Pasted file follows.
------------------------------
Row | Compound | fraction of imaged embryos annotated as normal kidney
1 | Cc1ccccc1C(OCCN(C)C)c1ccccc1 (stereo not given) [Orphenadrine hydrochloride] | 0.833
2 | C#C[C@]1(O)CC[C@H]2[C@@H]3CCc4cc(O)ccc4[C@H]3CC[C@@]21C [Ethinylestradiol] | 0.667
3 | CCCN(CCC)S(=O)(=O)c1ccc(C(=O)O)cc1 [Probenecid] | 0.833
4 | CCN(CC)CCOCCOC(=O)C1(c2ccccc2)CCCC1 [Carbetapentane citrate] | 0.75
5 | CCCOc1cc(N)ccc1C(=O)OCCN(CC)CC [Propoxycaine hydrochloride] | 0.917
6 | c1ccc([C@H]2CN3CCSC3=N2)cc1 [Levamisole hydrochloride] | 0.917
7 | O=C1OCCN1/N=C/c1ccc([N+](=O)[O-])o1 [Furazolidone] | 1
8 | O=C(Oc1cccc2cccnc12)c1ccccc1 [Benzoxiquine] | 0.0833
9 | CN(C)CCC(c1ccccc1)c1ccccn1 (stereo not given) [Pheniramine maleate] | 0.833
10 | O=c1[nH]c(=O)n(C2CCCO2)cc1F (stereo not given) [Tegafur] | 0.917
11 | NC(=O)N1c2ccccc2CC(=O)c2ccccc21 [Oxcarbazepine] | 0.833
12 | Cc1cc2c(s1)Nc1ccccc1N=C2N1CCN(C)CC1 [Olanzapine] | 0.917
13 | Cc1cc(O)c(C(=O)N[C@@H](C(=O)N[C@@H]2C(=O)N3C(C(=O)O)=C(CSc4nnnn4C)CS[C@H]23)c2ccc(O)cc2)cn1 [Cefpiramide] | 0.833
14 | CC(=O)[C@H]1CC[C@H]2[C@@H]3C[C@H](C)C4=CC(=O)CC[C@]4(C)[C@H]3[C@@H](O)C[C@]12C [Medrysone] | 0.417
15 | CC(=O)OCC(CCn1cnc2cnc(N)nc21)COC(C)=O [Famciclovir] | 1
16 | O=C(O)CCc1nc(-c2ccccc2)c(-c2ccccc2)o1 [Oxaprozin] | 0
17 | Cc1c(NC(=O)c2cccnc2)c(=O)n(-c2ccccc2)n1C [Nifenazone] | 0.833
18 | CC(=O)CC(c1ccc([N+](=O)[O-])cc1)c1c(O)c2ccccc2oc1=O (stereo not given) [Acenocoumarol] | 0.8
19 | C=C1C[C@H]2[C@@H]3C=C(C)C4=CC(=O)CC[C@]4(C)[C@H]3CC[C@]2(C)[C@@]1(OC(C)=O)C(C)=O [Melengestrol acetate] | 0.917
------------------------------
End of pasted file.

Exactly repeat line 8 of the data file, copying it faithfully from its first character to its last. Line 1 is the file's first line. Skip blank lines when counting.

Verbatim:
7 | O=C1OCCN1/N=C/c1ccc([N+](=O)[O-])o1 [Furazolidone] | 1